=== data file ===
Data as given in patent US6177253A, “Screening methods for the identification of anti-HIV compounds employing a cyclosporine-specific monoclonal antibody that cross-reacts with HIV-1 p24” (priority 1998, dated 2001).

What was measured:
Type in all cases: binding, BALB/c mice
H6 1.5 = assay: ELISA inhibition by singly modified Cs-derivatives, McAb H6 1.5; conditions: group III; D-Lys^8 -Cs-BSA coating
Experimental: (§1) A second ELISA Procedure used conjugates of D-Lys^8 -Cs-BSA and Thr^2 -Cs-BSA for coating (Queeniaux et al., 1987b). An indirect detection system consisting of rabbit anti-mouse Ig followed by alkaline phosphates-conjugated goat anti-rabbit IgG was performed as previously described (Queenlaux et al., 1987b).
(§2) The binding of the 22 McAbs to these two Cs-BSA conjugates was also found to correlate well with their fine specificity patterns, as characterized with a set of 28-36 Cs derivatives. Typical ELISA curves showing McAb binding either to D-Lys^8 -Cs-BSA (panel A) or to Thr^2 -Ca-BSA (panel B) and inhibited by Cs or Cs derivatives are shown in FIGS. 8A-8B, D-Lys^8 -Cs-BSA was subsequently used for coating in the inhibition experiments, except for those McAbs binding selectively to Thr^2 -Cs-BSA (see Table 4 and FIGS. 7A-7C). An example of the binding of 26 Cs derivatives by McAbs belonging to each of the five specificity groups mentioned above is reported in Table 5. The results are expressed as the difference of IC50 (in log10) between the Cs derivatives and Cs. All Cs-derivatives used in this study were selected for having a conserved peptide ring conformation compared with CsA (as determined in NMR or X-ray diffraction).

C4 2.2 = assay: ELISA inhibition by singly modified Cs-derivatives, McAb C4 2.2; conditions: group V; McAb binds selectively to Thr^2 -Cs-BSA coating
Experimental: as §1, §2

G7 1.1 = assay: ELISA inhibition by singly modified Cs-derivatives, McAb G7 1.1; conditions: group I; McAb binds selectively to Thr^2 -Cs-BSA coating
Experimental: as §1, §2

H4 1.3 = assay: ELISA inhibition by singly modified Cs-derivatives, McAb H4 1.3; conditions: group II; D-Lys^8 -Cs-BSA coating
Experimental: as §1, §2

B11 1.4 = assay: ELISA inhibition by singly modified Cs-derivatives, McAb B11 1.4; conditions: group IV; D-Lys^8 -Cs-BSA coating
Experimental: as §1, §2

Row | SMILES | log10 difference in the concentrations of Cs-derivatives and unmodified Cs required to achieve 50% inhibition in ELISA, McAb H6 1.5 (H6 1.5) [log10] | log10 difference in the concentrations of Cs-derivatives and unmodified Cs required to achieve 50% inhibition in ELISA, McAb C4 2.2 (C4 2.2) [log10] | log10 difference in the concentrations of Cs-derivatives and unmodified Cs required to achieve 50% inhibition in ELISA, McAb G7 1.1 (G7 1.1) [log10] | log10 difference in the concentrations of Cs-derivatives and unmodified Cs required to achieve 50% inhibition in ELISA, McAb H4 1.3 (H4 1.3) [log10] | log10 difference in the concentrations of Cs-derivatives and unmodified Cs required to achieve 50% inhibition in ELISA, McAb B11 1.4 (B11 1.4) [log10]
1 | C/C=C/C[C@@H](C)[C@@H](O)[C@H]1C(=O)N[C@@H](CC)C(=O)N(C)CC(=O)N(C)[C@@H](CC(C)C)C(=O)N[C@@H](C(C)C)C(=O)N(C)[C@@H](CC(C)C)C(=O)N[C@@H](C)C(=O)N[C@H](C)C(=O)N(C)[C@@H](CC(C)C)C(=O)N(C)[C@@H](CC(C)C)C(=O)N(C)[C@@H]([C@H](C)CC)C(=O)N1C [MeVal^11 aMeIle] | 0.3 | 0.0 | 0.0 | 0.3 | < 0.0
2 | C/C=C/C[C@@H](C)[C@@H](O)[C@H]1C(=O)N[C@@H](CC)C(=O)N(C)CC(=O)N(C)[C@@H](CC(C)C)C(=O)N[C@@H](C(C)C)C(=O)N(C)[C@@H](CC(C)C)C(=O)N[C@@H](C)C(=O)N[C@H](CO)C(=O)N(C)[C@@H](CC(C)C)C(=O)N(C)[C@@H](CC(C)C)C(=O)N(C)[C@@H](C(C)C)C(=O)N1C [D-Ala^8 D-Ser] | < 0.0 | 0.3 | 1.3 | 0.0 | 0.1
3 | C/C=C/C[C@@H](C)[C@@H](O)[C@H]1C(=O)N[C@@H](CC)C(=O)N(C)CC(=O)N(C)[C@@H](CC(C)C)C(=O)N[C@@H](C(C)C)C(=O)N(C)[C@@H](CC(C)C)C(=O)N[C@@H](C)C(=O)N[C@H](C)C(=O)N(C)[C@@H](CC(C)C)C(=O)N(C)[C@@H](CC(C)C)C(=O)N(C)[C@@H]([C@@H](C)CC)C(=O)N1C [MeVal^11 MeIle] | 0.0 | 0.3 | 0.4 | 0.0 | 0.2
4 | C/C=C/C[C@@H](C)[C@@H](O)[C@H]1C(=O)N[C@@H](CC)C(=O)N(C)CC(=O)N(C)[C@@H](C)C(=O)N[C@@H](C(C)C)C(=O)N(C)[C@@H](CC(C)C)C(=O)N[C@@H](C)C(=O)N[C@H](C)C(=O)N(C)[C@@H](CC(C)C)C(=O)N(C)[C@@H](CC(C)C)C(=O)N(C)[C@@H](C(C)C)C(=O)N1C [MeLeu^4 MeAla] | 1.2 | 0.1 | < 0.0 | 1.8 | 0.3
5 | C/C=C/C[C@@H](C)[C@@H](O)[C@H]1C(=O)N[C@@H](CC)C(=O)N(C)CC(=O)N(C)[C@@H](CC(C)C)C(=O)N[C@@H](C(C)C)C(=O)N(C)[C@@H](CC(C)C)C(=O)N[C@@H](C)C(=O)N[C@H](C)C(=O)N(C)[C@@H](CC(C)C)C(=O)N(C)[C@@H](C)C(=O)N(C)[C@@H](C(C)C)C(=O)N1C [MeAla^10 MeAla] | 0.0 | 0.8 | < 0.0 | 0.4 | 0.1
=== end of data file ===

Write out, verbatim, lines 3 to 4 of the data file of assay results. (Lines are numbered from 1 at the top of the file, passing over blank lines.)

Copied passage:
Type in all cases: binding, BALB/c mice
H6 1.5 = assay: ELISA inhibition by singly modified Cs-derivatives, McAb H6 1.5; conditions: group III; D-Lys^8 -Cs-BSA coating